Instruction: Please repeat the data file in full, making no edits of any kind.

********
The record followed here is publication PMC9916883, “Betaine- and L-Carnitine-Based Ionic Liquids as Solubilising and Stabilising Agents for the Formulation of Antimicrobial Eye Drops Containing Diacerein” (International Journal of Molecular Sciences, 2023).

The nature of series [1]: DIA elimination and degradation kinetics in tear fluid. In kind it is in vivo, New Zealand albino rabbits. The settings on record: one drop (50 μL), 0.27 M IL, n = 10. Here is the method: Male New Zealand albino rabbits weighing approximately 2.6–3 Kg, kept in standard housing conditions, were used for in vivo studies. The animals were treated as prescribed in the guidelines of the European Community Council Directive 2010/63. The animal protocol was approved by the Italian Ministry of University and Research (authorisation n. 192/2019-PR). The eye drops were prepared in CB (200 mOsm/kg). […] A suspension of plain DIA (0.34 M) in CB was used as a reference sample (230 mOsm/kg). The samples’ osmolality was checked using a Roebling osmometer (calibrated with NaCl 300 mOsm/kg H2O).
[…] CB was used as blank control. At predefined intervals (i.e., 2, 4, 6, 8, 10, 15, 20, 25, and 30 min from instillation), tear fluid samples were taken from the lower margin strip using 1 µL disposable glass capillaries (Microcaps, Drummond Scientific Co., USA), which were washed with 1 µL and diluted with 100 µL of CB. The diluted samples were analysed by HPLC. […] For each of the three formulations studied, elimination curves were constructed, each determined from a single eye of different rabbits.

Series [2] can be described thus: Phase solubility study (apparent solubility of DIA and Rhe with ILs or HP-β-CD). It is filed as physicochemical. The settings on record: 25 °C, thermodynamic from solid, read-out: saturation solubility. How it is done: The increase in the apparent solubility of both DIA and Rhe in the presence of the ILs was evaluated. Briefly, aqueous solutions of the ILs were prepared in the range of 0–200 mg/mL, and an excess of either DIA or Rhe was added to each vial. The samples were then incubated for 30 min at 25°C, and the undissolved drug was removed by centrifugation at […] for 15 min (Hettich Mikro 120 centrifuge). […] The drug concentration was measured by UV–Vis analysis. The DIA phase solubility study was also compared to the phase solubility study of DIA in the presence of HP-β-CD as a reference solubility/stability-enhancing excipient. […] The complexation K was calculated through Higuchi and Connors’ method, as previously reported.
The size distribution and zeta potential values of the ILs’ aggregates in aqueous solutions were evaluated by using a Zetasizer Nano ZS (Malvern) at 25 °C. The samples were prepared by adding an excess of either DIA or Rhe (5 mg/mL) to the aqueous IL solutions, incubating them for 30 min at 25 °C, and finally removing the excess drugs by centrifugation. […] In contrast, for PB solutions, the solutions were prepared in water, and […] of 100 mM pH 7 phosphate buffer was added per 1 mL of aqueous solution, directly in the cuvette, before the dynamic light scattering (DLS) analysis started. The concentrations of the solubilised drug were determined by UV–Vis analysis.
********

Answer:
The record followed here is publication PMC9916883, “Betaine- and L-Carnitine-Based Ionic Liquids as Solubilising and Stabilising Agents for the Formulation of Antimicrobial Eye Drops Containing Diacerein” (International Journal of Molecular Sciences, 2023).

The nature of series [1]: DIA elimination and degradation kinetics in tear fluid. In kind it is in vivo, New Zealand albino rabbits. The settings on record: one drop (50 μL), 0.27 M IL, n = 10. Here is the method: Male New Zealand albino rabbits weighing approximately 2.6–3 Kg, kept in standard housing conditions, were used for in vivo studies. The animals were treated as prescribed in the guidelines of the European Community Council Directive 2010/63. The animal protocol was approved by the Italian Ministry of University and Research (authorisation n. 192/2019-PR). The eye drops were prepared in CB (200 mOsm/kg). […] A suspension of plain DIA (0.34 M) in CB was used as a reference sample (230 mOsm/kg). The samples’ osmolality was checked using a Roebling osmometer (calibrated with NaCl 300 mOsm/kg H2O).
[…] CB was used as blank control. At predefined intervals (i.e., 2, 4, 6, 8, 10, 15, 20, 25, and 30 min from instillation), tear fluid samples were taken from the lower margin strip using 1 µL disposable glass capillaries (Microcaps, Drummond Scientific Co., USA), which were washed with 1 µL and diluted with 100 µL of CB. The diluted samples were analysed by HPLC. […] For each of the three formulations studied, elimination curves were constructed, each determined from a single eye of different rabbits.

Series [2] can be described thus: Phase solubility study (apparent solubility of DIA and Rhe with ILs or HP-β-CD). It is filed as physicochemical. The settings on record: 25 °C, thermodynamic from solid, read-out: saturation solubility. How it is done: The increase in the apparent solubility of both DIA and Rhe in the presence of the ILs was evaluated. Briefly, aqueous solutions of the ILs were prepared in the range of 0–200 mg/mL, and an excess of either DIA or Rhe was added to each vial. The samples were then incubated for 30 min at 25°C, and the undissolved drug was removed by centrifugation at […] for 15 min (Hettich Mikro 120 centrifuge). […] The drug concentration was measured by UV–Vis analysis. The DIA phase solubility study was also compared to the phase solubility study of DIA in the presence of HP-β-CD as a reference solubility/stability-enhancing excipient. […] The complexation K was calculated through Higuchi and Connors’ method, as previously reported.
The size distribution and zeta potential values of the ILs’ aggregates in aqueous solutions were evaluated by using a Zetasizer Nano ZS (Malvern) at 25 °C. The samples were prepared by adding an excess of either DIA or Rhe (5 mg/mL) to the aqueous IL solutions, incubating them for 30 min at 25 °C, and finally removing the excess drugs by centrifugation. […] In contrast, for PB solutions, the solutions were prepared in water, and […] of 100 mM pH 7 phosphate buffer was added per 1 mL of aqueous solution, directly in the cuvette, before the dynamic light scattering (DLS) analysis started. The concentrations of the solubilised drug were determined by UV–Vis analysis.